Page:The Irish in Australia.djvu/268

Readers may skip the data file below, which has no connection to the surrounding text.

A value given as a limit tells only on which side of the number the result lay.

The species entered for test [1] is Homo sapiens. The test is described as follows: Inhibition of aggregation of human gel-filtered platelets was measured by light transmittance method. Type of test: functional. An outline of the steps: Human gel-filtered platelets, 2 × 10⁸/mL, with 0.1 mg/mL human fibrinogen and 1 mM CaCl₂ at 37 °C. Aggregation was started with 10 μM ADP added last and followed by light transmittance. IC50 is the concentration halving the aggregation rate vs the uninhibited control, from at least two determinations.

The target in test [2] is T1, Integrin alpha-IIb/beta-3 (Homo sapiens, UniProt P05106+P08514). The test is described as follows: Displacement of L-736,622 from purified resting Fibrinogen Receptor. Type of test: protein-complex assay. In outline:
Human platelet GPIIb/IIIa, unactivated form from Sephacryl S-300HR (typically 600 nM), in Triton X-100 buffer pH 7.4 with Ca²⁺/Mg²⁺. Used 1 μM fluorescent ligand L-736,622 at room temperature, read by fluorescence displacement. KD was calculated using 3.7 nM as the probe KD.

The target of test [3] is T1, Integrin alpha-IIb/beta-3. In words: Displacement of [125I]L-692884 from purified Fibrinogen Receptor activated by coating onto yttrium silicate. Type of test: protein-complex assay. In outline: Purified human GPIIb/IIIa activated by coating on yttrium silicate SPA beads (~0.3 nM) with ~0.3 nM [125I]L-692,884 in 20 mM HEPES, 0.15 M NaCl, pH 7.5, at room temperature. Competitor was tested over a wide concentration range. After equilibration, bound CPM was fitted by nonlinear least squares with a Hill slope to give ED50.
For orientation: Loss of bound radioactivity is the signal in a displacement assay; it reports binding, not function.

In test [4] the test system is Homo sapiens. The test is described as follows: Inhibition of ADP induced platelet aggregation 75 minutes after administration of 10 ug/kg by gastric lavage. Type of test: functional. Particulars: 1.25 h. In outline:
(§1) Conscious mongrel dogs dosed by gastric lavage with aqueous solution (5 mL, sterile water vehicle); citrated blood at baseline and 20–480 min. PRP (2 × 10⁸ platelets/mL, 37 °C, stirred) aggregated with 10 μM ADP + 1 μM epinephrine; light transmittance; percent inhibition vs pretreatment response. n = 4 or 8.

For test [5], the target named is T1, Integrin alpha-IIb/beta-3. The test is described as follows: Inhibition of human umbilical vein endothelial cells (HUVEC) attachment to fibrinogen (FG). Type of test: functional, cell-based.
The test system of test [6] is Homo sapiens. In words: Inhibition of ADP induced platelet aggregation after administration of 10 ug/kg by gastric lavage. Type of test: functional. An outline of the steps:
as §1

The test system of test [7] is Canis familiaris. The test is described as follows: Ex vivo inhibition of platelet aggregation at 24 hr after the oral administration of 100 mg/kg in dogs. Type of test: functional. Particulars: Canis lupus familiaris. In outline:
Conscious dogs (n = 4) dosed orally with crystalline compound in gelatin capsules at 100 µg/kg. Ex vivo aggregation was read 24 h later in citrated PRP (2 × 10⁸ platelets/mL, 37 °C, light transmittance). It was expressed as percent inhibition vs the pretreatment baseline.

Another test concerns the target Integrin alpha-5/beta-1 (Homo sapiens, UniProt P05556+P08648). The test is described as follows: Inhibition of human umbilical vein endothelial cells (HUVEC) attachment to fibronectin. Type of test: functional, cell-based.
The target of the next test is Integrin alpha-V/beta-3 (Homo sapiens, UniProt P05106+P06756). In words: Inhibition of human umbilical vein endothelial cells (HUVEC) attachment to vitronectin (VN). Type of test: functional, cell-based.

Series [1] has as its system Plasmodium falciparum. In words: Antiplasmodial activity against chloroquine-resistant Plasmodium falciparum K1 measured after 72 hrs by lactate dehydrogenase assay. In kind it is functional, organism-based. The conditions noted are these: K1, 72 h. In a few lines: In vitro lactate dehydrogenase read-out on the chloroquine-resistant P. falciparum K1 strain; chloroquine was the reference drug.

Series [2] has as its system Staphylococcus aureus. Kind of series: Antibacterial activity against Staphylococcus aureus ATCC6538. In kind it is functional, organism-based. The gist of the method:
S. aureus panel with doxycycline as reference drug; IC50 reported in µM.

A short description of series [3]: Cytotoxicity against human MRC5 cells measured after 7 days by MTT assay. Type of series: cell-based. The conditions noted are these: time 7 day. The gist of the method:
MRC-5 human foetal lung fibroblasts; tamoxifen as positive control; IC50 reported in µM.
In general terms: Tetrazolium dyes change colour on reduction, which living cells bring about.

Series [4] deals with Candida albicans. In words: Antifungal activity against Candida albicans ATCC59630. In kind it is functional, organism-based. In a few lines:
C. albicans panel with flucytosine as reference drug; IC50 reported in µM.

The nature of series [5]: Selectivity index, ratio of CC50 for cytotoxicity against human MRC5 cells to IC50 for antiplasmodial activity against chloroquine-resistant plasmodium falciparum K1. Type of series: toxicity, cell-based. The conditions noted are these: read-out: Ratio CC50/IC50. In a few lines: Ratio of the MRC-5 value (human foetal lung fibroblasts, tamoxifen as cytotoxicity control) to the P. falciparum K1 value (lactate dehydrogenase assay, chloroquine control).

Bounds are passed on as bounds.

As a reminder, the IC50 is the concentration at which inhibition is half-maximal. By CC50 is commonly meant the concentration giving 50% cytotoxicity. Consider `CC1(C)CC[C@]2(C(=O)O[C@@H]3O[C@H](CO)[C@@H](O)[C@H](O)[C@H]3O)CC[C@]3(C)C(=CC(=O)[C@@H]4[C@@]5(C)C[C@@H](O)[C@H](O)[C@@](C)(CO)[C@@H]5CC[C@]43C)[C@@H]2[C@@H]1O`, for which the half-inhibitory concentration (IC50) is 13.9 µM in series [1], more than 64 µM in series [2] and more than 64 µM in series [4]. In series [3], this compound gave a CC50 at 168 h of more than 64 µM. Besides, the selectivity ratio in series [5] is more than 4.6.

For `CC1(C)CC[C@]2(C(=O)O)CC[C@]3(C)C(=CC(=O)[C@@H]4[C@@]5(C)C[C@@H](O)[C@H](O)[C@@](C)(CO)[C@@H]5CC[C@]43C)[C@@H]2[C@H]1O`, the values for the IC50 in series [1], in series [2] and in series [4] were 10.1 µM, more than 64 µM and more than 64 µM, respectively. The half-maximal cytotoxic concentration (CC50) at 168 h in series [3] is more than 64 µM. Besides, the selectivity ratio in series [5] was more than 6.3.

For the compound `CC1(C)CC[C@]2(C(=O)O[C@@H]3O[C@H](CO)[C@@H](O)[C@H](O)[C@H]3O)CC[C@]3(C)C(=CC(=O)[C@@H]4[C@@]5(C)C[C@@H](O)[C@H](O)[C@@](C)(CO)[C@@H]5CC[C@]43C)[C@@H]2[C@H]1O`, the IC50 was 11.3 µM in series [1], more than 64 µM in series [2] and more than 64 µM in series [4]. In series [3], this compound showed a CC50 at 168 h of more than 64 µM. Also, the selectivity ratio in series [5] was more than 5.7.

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The South Australian Church has had three Irish bishops during the forty-five years of its existence, and is now governed by a fourth accomplished prelate of the same nationality. The first Bishop of Adelaide was the Eight Rev. Francis Murphy, who had well earned the distinction by the ardour and activity with which, in the home country, he had seconded the efforts of Dr. Ullathorne to obtain a supply of missionaries for the colonies. It was one of his little band of pioneer priests, the Rev. Patrick Bonaventure Geoghegan, who succeeded him as second Bishop of Adelaide. Dr. Greoghegan was the first resident priest in Melbourne, and was highly esteemed by all sects and classes in the capital city of Victoria. After wearing the mitre in honour for six years, he died in Dublin, to the intense regret of thousands of antipodean admirers of his many sterling qualities of head and heart. Dr. Shell, who was called to fill his vacant chair in the Adelaide cathedral, was also a Victorian ecclesiastic. He had creditably filled the positions of president of St. Patrick's College in Melbourne, and archdeacon of the Ballarat district. Dr. Reynolds, the present occupant of the see, laboured long and devotedly as a missionary priest in the diocese, before he was chosen as its ruler, and, under his vigorous administration, the Church in South Australia has become remarkably well officered and equipped. The contrast with the circumstances of its birth is striking and instructive to a degree. This is how Dr. Reynolds recently described the state of affairs when the first bishop, Dr. Murphy, came to Adelaide: "His episcopate was an arduous one, his congregation was struggling; he had no help from the State, no church, no school, no home, and only two priests. An old cottage that was used as a public-house, became his episcopal residence. An old store